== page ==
- Researchers around the world are training canines to sniff out the virus – could they be deployed for mass testing?
It is simple and pain-free, could be used to test for coronavirus in care homes, airports and schools, and might just be more realistic than the UK government’s £100bn “Operation Moonshoot” mass screening plan. Its name? Fido.
Around the world – from the UK to Finland, Spain, Brazil, Lebanon and Australia – teams of researchers are training dogs to sniff out Covid-19. And some say the idea of training hundreds of thousands of canine noses to check for coronavirus is not as far-fetched as it may sound.
How do dogs do it? At Finland’s Helsinki airport, where four Covid-19 sniffer dogs have begun work in a state-funded pilot scheme, passengers dab their skin with a wipe, which is placed in a beaker next to others containing control scents. If the dog detects the virus – shown by yelping, pawing, or lying down – the passenger takes a free swab test to verify its verdict.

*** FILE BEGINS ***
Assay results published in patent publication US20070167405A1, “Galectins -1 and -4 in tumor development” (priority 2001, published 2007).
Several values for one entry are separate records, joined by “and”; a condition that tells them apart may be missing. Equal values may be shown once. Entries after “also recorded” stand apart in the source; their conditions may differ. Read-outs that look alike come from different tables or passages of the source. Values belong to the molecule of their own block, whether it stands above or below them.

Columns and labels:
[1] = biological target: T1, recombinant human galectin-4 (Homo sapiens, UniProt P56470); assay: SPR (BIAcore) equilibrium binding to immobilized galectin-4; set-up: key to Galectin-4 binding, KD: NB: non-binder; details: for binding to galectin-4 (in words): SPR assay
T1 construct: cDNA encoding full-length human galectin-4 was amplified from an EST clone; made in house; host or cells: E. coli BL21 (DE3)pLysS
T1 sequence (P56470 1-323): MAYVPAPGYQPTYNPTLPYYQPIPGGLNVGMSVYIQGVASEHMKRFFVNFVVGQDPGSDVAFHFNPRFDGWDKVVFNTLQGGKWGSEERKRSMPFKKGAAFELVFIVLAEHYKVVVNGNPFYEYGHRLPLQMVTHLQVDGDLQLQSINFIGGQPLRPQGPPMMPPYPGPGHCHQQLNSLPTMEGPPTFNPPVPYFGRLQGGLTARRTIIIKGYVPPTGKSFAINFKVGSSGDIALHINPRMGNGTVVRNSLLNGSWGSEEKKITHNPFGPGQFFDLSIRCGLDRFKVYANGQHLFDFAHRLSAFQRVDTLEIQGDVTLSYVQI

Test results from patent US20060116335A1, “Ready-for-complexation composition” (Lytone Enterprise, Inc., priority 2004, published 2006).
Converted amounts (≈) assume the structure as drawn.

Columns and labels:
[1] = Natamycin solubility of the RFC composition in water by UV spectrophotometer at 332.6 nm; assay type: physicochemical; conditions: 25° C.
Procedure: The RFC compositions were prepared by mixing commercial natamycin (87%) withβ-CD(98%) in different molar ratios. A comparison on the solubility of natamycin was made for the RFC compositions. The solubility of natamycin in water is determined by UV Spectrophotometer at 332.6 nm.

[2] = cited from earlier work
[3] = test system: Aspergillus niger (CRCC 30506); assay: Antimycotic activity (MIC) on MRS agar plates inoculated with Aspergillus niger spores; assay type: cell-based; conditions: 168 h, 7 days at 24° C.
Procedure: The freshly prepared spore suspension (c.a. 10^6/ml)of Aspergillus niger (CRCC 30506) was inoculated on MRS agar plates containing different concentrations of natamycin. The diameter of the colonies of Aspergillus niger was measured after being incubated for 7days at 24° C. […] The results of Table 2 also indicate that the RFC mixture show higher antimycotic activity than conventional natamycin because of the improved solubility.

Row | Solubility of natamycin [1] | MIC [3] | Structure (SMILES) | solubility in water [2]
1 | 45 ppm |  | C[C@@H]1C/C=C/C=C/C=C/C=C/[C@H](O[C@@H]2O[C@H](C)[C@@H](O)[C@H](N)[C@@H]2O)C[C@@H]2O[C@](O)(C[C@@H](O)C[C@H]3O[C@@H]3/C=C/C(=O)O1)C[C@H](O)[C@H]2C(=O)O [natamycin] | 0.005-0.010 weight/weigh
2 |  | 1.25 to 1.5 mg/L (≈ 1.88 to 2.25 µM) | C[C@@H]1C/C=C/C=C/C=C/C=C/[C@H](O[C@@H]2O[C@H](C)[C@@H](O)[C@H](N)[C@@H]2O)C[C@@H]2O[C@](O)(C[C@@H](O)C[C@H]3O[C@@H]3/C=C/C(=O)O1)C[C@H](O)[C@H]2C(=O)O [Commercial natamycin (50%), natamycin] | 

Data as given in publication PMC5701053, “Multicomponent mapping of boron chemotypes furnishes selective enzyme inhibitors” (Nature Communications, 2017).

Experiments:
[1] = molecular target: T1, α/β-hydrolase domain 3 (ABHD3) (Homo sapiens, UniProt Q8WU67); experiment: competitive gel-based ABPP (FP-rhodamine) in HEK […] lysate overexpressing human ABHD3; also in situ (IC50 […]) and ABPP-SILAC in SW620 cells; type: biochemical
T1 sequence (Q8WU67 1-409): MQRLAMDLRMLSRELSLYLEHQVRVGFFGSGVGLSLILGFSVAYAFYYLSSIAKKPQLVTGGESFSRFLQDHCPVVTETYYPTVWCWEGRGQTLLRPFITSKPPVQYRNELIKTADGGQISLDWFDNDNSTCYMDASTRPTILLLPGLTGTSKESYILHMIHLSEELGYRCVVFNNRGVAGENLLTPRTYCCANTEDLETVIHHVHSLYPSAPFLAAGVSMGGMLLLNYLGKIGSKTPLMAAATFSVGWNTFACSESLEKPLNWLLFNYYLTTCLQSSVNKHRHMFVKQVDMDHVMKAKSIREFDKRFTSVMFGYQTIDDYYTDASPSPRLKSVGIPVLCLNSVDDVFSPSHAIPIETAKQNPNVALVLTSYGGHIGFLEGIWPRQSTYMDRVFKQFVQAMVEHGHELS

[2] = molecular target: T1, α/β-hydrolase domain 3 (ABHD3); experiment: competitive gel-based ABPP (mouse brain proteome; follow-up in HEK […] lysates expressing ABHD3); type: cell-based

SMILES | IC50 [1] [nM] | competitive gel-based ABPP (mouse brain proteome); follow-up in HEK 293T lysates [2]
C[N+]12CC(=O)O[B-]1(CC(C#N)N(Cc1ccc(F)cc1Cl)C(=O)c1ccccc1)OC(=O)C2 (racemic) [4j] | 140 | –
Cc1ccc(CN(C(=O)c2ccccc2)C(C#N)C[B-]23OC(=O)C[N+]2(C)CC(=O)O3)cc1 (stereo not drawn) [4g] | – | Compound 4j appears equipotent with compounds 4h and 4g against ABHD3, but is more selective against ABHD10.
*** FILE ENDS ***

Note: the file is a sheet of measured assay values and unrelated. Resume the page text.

Speaking to the Guardian, scientists said any breed could in theory be trained – a process that takes between two and 10 weeks – raising the prospect of pet canines joining an army of Covid sniffers.
Prof Dominique Grandjean, of the national veterinary school of Alfort in France, who is leading a research team using bomb detection, cancer detection and search and rescue dogs, said the canines were not sniffing the virus itself but rather tell-tale volatile chemicals produced when the virus infects cells, and released by the body.